Malicious URL attacks using HTTPS surge across the enterprise

Organizations should be aware of the latest impersonation techniques and file service exploits.
Written by Charlie Osborne, Contributing Writer

Cyberattacks launched against the enterprise which makes use of the HTTPS protocol are increasing alongside spoofing and cloud-based threats, new research suggests.

According to FireEye's Q1 2019 Email Threat report, released on Tuesday, there has been a 26 percent increase in the use of malicious URLs made to appear legitimate through HTTPS, quarter-on-quarter, while the popularity of the traditional malware-laden email attachment is steadily falling.

"This indicated malicious actors are taking advantage of the common consumer perception that HTTPS is a "safer" option to engage on the Internet," FireEye says.

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HTTPS is an updated version of HTTP which makes use of encryption and a security certificate which is validated by your browser on request when visiting a website implementing the system. Services including email providers, banks, and e-retailers will use the protocol which has now become synonymous with trustworthiness and legitimacy.

However, unsavory web developers are able to use HTTPS, too, through free, stolen, or fake security certificate issuers.

The report, based on the analysis of 1.3 billion emails, further suggests that phishing attacks have risen by 17 percent over Q1 2019. In total, almost 30 percent of all detections impersonate well-known brands including Microsoft, OneDrive, Apple, Amazon, and PayPal.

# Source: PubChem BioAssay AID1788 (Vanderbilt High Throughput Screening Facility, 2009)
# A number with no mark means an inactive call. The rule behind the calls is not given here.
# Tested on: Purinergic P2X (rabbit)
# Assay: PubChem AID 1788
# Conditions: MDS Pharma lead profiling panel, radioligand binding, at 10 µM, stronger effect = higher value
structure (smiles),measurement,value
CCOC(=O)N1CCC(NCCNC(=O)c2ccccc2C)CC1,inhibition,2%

Nested emails, too, are appearing on the radar with increased frequency. Attackers send a phishing email which contains another email as an attachment, and it is the second message which contains malicious content. This technique, whilst not always successful, can make the detection of malware more difficult.

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In addition, file-sharing services are being used more frequently in cyberattacks against the enterprise. The report says there has been a "dramatic increase" in the use of such services -- including Google Drive and Dropbox -- to deploy malicious payloads during phishing campaigns.

Business Email Compromise (BEC) scams have historically often involved spoofed emails and messages which impersonate the chief executives of companies to elicit funds from victim firms or to gain an entryway into corporate networks. According to FireEye, threat actors are now increasingly striking payroll departments by requesting changes to an executive's personal information -- which may include bank details -- as well as through targeting weak links in the supply chain, such as by impersonating a supplier while in communication with an AP department.

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"We're seeing new variants of impersonation attacks that target new contacts and departments within organizations," said Ken Bagnall, VP of Email Security at FireEye. "The danger is these new targets may not be prepared or have the necessary knowledge to identify an attack. Unfortunately, once the fraudulent activity is discovered, the targeted organization thinks they've paid a legitimate invoice, when the transaction was actually made to an attacker's account."

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